Daunt Books takes Singh's 'visionary' The Breaks

Daunt Books takes Singh's 'visionary' The Breaks

Daunt Books Publishing has acquired the The Breaks by Julietta Singh, the first non-fiction book on its Originals list,

Publisher Željka Marošević acquired UK and Commonwealth rights from Lizzie Davis at Coffee House Press. The book will be published as a lead title in autumn 2021.  

Daunt said: “In The Breaks, Singh writes a letter to her six-year old daughter with the impossible desire to prepare her for political and ecological catastrophe. Working in the tradition of James Baldwin, Maggie Nelson and Saidiya Hartman, Singh addresses subjects as wide and interconnected as race and legacies of colonialism, climate change and extractive capitalism, queer family-making, protest and the criminal justice system. Through this intimate form, Singh presents a remarkable vision of present collapse and future possibility. “

Singh is associate professor of English and women, gender, and sexuality studies at the University of Richmond in Virginia. A writer and academic, she works at the intersections of postcolonial studies, feminist and queer theory, and the environmental humanities. She is the author of 2018 books Unthinking Mastery: Dehumanism and Decolonial Entanglements (Duke University Press) and No Archive Will Restore You (Punctum Books).  

Marošević said: “Everyone at Daunt Books Publishing was floored by The Breaks. Singh models how to talk to children about race, police brutality and mass incarceration, and shows again and again how their reactions to these conversations have the power to reimagine the world for the better. Bringing us up to the present day, Singh suggests how we might daily break with past ways of acceptance, collective delusion and mass consumption. I could not be more thrilled to be publishing this visionary and moving book.”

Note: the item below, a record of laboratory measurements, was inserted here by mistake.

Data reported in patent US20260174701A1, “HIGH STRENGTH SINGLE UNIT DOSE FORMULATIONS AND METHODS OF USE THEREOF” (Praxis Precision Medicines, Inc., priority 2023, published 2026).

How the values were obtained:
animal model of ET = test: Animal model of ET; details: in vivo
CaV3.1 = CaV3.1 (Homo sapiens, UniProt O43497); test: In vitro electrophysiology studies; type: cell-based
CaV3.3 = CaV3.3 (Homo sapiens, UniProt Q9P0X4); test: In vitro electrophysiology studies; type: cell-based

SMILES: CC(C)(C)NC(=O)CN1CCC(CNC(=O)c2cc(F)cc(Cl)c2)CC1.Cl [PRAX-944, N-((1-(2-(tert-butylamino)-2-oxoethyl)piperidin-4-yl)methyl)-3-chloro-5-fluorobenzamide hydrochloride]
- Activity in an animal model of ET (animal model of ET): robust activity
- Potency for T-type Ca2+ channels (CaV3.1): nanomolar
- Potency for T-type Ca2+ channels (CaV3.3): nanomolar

Singh added: “I can’t imagine a better beginning for The Breaks than to come into the world with Daunt Books, and to have a presence in the UK where I have already found so much solidarity and generosity in its readerships. The book began as a letter to my daughter about living in an impossibly destructive world, and for much of the writing I thought it might remain a text just for her. From this vantage point, it’s incredible to see it move toward publication on an international platform.”